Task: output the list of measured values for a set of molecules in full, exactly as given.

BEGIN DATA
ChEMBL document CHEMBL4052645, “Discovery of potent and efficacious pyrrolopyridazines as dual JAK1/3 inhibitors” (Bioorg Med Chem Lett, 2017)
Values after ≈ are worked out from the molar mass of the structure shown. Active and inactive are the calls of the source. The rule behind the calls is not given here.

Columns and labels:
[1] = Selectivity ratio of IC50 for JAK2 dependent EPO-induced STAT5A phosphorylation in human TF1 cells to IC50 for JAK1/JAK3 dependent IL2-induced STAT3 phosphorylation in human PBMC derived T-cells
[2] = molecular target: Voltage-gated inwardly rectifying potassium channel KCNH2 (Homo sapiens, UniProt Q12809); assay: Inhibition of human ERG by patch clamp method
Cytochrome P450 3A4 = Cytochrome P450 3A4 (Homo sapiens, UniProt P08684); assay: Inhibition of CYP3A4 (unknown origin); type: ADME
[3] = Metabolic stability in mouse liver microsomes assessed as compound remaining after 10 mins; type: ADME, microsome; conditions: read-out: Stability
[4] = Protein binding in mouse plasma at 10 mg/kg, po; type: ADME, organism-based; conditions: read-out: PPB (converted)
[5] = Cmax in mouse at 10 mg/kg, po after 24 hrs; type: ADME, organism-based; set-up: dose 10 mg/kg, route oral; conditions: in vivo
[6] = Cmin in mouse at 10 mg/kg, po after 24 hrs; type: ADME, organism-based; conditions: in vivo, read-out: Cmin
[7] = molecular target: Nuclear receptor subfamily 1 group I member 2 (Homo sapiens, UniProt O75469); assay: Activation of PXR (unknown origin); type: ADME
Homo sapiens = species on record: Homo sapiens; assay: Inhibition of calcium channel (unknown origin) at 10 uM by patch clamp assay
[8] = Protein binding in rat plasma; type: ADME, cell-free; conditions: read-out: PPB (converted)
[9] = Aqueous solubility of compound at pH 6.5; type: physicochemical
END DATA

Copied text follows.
ChEMBL document CHEMBL4052645, “Discovery of potent and efficacious pyrrolopyridazines as dual JAK1/3 inhibitors” (Bioorg Med Chem Lett, 2017)
Values after ≈ are worked out from the molar mass of the structure shown. Active and inactive are the calls of the source. The rule behind the calls is not given here.

Columns and labels:
[1] = Selectivity ratio of IC50 for JAK2 dependent EPO-induced STAT5A phosphorylation in human TF1 cells to IC50 for JAK1/JAK3 dependent IL2-induced STAT3 phosphorylation in human PBMC derived T-cells
[2] = molecular target: Voltage-gated inwardly rectifying potassium channel KCNH2 (Homo sapiens, UniProt Q12809); assay: Inhibition of human ERG by patch clamp method
Cytochrome P450 3A4 = Cytochrome P450 3A4 (Homo sapiens, UniProt P08684); assay: Inhibition of CYP3A4 (unknown origin); type: ADME
[3] = Metabolic stability in mouse liver microsomes assessed as compound remaining after 10 mins; type: ADME, microsome; conditions: read-out: Stability
[4] = Protein binding in mouse plasma at 10 mg/kg, po; type: ADME, organism-based; conditions: read-out: PPB (converted)
[5] = Cmax in mouse at 10 mg/kg, po after 24 hrs; type: ADME, organism-based; set-up: dose 10 mg/kg, route oral; conditions: in vivo
[6] = Cmin in mouse at 10 mg/kg, po after 24 hrs; type: ADME, organism-based; conditions: in vivo, read-out: Cmin
[7] = molecular target: Nuclear receptor subfamily 1 group I member 2 (Homo sapiens, UniProt O75469); assay: Activation of PXR (unknown origin); type: ADME
Homo sapiens = species on record: Homo sapiens; assay: Inhibition of calcium channel (unknown origin) at 10 uM by patch clamp assay
[8] = Protein binding in rat plasma; type: ADME, cell-free; conditions: read-out: PPB (converted)
[9] = Aqueous solubility of compound at pH 6.5; type: physicochemical